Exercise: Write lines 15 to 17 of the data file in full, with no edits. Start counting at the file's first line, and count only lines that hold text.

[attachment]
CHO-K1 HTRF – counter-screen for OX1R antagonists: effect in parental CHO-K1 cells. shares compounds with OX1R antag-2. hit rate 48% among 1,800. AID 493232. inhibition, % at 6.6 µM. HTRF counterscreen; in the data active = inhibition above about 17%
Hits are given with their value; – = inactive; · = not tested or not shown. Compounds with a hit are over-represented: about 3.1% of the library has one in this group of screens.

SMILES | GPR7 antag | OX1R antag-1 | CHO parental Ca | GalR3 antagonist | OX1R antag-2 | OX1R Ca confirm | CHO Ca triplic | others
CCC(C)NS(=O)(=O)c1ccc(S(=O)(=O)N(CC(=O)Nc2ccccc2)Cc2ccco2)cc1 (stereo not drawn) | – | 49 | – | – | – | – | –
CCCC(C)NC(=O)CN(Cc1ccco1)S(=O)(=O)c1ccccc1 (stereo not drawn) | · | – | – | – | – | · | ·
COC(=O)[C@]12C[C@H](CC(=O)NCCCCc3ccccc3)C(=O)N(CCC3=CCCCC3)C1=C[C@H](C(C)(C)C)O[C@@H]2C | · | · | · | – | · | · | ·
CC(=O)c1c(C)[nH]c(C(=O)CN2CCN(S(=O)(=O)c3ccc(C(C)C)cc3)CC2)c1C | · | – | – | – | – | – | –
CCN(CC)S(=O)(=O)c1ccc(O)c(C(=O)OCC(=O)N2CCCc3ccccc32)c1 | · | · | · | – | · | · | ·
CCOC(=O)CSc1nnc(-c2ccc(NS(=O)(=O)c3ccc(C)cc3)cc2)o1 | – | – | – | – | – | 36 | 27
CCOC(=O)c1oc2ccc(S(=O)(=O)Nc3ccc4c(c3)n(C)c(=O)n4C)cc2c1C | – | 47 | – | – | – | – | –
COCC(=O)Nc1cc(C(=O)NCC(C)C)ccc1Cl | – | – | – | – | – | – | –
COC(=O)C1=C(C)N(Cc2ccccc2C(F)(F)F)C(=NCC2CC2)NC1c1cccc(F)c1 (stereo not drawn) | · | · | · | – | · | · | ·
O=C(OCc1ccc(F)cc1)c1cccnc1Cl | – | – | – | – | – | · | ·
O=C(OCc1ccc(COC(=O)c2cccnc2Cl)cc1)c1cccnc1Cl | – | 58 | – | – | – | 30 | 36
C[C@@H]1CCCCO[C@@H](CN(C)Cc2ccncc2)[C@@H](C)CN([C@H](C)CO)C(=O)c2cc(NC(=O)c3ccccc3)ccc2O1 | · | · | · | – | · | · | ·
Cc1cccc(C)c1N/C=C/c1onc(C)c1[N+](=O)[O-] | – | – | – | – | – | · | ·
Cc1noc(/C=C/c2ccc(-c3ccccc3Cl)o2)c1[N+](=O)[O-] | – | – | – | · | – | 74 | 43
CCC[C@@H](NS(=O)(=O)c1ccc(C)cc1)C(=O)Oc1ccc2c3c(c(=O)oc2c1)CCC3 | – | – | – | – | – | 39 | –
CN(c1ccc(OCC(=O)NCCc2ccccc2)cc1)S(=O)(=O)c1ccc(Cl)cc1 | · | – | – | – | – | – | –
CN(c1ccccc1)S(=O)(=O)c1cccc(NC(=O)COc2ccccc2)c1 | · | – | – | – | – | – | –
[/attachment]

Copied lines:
C[C@@H]1CCCCO[C@@H](CN(C)Cc2ccncc2)[C@@H](C)CN([C@H](C)CO)C(=O)c2cc(NC(=O)c3ccccc3)ccc2O1 | · | · | · | – | · | · | ·
Cc1cccc(C)c1N/C=C/c1onc(C)c1[N+](=O)[O-] | – | – | – | – | – | · | ·
Cc1noc(/C=C/c2ccc(-c3ccccc3Cl)o2)c1[N+](=O)[O-] | – | – | – | · | – | 74 | 43